WION Edit: What does Sri Lanka election results mean for India?

File photo: Sri Lanka's President-elect Gotabaya Rajapaksa addresses the nation, at the presidential swearing-in ceremony in Anuradhapura, Sri Lanka November 18, 2019. Photograph:( Reuters )

WION Delhi Nov 18, 2019, 08.55 PM (IST)

On WION Edit, we will explore what does Gotabaya Rajapaksa's victory mean for India, China and the region at large?

First, there is no sugar-coating the fact that the Rajapaksas are close to China.

The rise of Chinese influence in Sri Lanka ran parallel to the presidency of Mahinda Rajapaksa.

Under him, they sealed infrastructure deals worth billions of dollars. Between 2008 and 2012, 60 per cent of Sri Lanka's foreign borrowing came from China.

No wonder, India and the US were alarmed. However, this closeness to china did not mean that Rajapaksa was not cordial with India.

But china began having the larger say in a country where India was traditionally a major player.

Then Sirisena came to power. Under his presidency, India's influence rose.

New Delhi entered major port and airport projects - even though there was no matching the Chinese money.

Now another Rajapaksa is in power. India can only hope that he won't undo the gains made over the last 4 years.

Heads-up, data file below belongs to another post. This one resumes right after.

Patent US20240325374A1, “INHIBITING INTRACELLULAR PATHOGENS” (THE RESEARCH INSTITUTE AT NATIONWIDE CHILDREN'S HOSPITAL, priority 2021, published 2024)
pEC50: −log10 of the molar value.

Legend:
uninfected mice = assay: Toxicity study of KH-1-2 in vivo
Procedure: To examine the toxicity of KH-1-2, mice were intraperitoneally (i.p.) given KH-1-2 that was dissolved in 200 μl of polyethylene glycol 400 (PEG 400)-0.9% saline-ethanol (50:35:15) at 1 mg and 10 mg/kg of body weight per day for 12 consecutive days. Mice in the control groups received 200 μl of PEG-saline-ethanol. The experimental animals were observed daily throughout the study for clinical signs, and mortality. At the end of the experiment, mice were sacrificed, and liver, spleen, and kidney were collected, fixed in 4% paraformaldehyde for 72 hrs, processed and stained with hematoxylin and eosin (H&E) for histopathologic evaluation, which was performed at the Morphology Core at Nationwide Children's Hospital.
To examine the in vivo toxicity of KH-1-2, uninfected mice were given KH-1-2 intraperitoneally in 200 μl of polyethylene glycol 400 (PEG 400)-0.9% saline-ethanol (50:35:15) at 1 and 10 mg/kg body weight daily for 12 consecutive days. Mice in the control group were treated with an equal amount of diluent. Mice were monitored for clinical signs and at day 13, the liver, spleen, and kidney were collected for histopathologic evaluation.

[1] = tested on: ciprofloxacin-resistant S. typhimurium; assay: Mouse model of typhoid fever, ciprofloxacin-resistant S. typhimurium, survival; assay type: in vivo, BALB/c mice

China - on the other hand - will have a clear advantage. They share a Buddhist link and an old friendship.

When the world slammed Sri Lanka over human rights violations, China backed it.

It is no surprise that Gotabaya Rajapaksa has signalled at a revival of the China-Sri Lanka ties. Now, here's an important question-- does advantage China mean disadvantage India?

The answer is no. India still has a higher share than China in trade imports to Sri Lanka. The relationship is older, beyond the framework of trade and economy.

Moreover, there's America. Sri Lanka cannot pigeonhole itself with china and face the wrath of the west.

It must consciously maintain balance. India, on its part, must expand ties with Sri Lanka irrespective of the Chinese presence.

Many Sri Lankans view China with suspicion. This election doesn't end the debate on Chinese debt.

It's very much a concern. India must come in here. If India backs good intentions with action, then it's a win-win influence in Sri Lanka and influence in the Indian ocean.

This is an opportunity for India to start on the same page with Gotabaya Rajapaksa.
 

(Disclaimer: WION Edit is the channel's take on the big events of the world)

Story highlights

Gotabaya Rajapaksa has signalled at a revival of the China-Sri Lanka ties. Now, here's an important question-- does advantage China mean disadvantage India?